Each of us is raised within a culture, a set of traditions handed down by those before us. As individuals, we view and experience common heritage in subtly differing ways. Within smaller communities and families, deeply felt traditions serve to enrich this common heritage. Alice Walker's "Everyday Use" explores how, in her eagerness to claim an ancient heritage, a woman may deny herself the substantive personal experience of familial traditions.
Narrated by the mother of two daughters, the story opens with an examination of one daughter's favoring of appearances over substance, and the effect this has on her relatives. The mother and her younger daughter, Maggie, live in an impoverished rural area. They anticipate the arrival of the elder daughter, Dee, who left home for college and is bringing her new husband with her for a visit. The mother recalls how, as a child, Dee hated the house in which she was raised. It was destroyed in a fire, and as it was burning, Dee "(stood) off under the sweet gum tree... a look of concentration on her face", tempting her mother to ask, "'why don't you do a dance around the ashes?'" (Walker 91) She expects Dee will hate their current house, also. The small, three-room house sits in a pasture, with "no real windows, just some holes cut in the sides" (Walker 92), and although, as Dee asserts, they "choose to live" in such a place, Dee keeps her promise to visit them (Walker 92). Her distaste for her origins is felt by her mother and Maggie, who, in anticipation of Dee's arrival, internalize her attitudes. They feel to some extent their own unworthiness. The mother envisions a reunion in which her educated, urbane daughter would be proud of her. In reality, she describes her...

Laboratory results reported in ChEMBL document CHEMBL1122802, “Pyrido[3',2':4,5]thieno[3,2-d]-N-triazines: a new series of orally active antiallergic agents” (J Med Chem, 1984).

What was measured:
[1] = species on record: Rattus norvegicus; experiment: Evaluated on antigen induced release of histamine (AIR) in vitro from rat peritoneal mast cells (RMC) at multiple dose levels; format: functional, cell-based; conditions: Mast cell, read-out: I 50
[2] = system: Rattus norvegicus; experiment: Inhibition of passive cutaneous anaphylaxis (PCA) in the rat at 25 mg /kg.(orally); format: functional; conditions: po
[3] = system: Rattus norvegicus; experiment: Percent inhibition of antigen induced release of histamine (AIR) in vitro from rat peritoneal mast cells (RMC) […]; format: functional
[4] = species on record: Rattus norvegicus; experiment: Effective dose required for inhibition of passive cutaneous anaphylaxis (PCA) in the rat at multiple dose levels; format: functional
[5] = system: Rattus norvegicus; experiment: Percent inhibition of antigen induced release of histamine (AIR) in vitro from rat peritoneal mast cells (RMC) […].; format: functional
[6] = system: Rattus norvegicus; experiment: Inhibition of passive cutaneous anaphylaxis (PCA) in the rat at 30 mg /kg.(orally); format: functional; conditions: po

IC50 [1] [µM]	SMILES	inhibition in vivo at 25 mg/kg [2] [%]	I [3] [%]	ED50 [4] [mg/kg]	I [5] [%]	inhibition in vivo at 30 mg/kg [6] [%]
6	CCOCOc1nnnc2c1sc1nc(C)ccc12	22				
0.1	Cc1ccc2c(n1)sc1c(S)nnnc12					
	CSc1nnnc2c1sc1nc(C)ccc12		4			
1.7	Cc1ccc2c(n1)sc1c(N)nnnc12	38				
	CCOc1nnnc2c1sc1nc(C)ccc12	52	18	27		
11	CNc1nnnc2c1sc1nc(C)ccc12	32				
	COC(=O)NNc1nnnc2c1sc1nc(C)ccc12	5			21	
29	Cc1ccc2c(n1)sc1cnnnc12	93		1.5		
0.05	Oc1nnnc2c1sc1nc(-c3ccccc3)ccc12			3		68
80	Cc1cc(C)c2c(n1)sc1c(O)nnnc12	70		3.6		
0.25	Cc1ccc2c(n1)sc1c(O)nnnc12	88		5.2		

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...aking something for herself consists of putting on the garments of her heritage without truly living in them. As Dee says goodbye, Maggie smiles "a real smile, not scared" (Walker 97). She sits with her mother as they share a pinch of snuff "just enjoying." (Walker 97) Dee leaves two people who have in significant ways come to terms with her judgment of them and the way they live.
Our heritage threads through history past the people who contributed to it, to affect us on a personal level. To be fully appreciated and claimed, it must reside in the heart. Dee understands the heritage of people she doesn't know. In this way, her adopted heritage can be understood intellectually, but it is not felt, not personal, and not truly her own.
Walker, Alice. Everyday Use Ed. Barbara T. Christian. New Jersey: Rutgers University Press, 1994.
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